Q: Thank you so much for this interview! Can you tell us where you are from?
I was born and raised in Philadelphia.
Q: How did you come up with your title?
It’s one of a few titles I used. When the book was near ready, it seemed to fit the best.
The book can be seen as a mythological saga and has many facts scattered among the fiction.
SHIVA is a Hindu god considered to be a creator and destroyer. In the story, science opens the
door for humans to reach God-like powers of creation and destruction. SHIVA’s dual nature
fit this well. It is also an acronym for a scientific process that I won’t go into now. In the book,
the syndrome is a group of mental and physical acts that are interconnected and result in,
shall we say, “special” abilities.
The title was personally meaningful because, in researching paranormal healers, I seem to
have run across a recurring pattern of factors and actions that they used to achieve results in
laboratories and clinics.
Q: They say you can judge a book by its cover. Can you tell us a little about your cover and who designed it?
It was done by Trisha FitzGerald. When presented with it I was pleased with how she integrated the symbol of SHIVA sitting in a DNA helix and surrounded by molecular structures.
I did a little Photoshopping, however, adding contrast to make it more brooding, more ominous.
Q: Can you tell us something about your book that would make me run out and buy it?
That’s a great question. SHIVA’s been called, “A surprising, suspenseful, and utterly superb read.” A better answer would be what a reviewer said: “Any attempt to describe the book in a single statement is difficult, but the book mixes uncommon palettes and manages a masterpiece with it. If The Andromeda Strain was analyzed in four dimensions, The SHIVA Syndrome might be the result. Such a base comparison is an overall disservice to the unique nature of this book, however. It is a surprising, suspenseful, and utterly superb read from start to end, facing modern mindsets with past, present, and future thinking all at once.”
It is warming when someone really “gets it.” To compare it with The Andromeda Strain is very high praise for a first-time fiction writer.
Q: Are there any messages in this book that you want the reader to know about?
Many. They have to deal with what we are as humans, the potentials some call “paranormal,” but I believe are normal extensions of human consciousness. The nature of what we consider to be reality. The reality of mind research and the horrific directions in which it can lead us as well as the flip side, the benefits that can be reaped. We see both sides of that coin in the story.
Q: What was your most favorite chapter to write and why?
That’s a difficult question, and I have to be careful of spoilers. Let’s say two. One in which
Beau Walker, the protagonist has an altered state experience. The second is towards the end.
It came as much a surprise to me as it will be to the readers. The characters simply took over
the events and I was a kind of “medium,” writing the visions and sounds of what my mental
Q: Why did you feel you had to write this book?
Deep inside, probably due to my research, there was something I wanted—no needed—to
share. I didn’t want it set in a dry, academic way, but brought to life. I wanted others
to share the experience with me. One Amazon reader really joined me in SHIVA. The caption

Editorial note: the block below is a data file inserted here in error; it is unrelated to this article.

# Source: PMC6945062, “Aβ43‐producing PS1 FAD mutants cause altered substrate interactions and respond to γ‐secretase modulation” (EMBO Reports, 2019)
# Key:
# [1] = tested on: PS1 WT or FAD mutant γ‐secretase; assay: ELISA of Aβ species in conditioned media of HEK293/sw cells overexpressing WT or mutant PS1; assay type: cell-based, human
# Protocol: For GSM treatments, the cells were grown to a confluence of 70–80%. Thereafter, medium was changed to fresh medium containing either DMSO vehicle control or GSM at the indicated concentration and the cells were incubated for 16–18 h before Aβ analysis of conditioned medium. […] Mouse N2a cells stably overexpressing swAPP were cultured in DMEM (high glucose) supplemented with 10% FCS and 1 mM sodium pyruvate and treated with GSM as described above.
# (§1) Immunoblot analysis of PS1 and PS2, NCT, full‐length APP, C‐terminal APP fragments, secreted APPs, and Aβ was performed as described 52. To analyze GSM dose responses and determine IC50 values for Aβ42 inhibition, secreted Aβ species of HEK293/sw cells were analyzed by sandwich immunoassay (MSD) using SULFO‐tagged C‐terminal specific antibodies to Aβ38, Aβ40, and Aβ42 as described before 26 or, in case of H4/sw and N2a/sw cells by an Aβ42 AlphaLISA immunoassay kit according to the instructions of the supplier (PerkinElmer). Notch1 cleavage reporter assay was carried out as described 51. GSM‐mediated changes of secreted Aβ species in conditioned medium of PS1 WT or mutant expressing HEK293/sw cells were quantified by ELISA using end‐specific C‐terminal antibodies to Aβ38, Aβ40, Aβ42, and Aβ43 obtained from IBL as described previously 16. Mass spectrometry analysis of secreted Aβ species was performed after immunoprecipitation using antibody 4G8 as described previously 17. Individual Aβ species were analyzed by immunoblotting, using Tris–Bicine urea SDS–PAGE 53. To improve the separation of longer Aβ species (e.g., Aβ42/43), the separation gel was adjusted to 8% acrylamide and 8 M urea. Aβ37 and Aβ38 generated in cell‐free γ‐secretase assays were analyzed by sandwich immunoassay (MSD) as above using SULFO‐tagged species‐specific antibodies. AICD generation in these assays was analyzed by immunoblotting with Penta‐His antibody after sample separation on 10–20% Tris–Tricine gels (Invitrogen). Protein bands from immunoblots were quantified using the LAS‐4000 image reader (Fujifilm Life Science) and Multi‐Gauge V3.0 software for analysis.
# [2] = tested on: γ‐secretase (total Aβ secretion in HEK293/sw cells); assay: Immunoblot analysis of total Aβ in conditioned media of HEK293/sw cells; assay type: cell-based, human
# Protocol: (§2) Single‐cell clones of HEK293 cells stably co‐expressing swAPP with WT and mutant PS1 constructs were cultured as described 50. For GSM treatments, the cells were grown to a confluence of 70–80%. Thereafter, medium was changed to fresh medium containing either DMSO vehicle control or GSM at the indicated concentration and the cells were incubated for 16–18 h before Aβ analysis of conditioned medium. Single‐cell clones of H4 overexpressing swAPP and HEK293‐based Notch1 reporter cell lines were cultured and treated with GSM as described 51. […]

of his review was “None of This Is Real! Really! I Hope!” That was a joy.
Q: Now, some fun questions – What deep dark secret would you like to share with us?
I became intimate with the characters in the story. There is one in particular—White Wolf—
that I envied for reasons I can’t spell out here. Let’s say he has traits and abilities I admire. Not
a man of the world, he is a man of many worlds. Readers will understand when they read the
Q: If you could travel anywhere in the world, where would it be and why?
This is another tough question. I’ve felt the serenity of Notre Dame and the “spiritual
vibrations” of Mont St. Michel. I’ve swum in the Caribbean surrounded by a vast school
of small, neon fish and felt the joy of marriage and my sons’ birth. There is something about
England, Greece, Machu Picchu, and Jerusalem, however, that call to me. Sorry, I just can’t
narrow it to one.
Q: Are you a morning person or a night person?
Very much a night owl. I simply can’t understand early risers, although they do have some
excellent perspectives. Night seems to bring limitless possibilities and opens the doors to
quiet and imagination transcending the limits imposed by our senses.
Q: Are there any members in your family who also like to write?
Yes. My younger son showed writing talent and a sensitivity towards words. He’s now a
musician in Utah, still using his writing, both in words and music.
Q: As a child, were you a dreamer?
Absolutely. I lived in comics, books, and cinema. The greatest attractions were science fiction
and horror. That was when I discovered Jules Verne and other great sci-fi writers. It was also
when I fell in love with film, and the two-hour suspension of reality to be immersed in other
worlds, other realities.
Q: Last but not least, the magic genie has granted you one wish. What would that be?
Only one? And I can’t wish for more, right?
That would have to be a wish for a less troubled world in which there was a global
community undivided by hate and fear.
Q: Thank you so much for this interview! Do you have any final words?
Thank you so much for the invitation.
I hope readers will join me in the SHIVA reality and enjoy experiencing Beau Walker’s saga.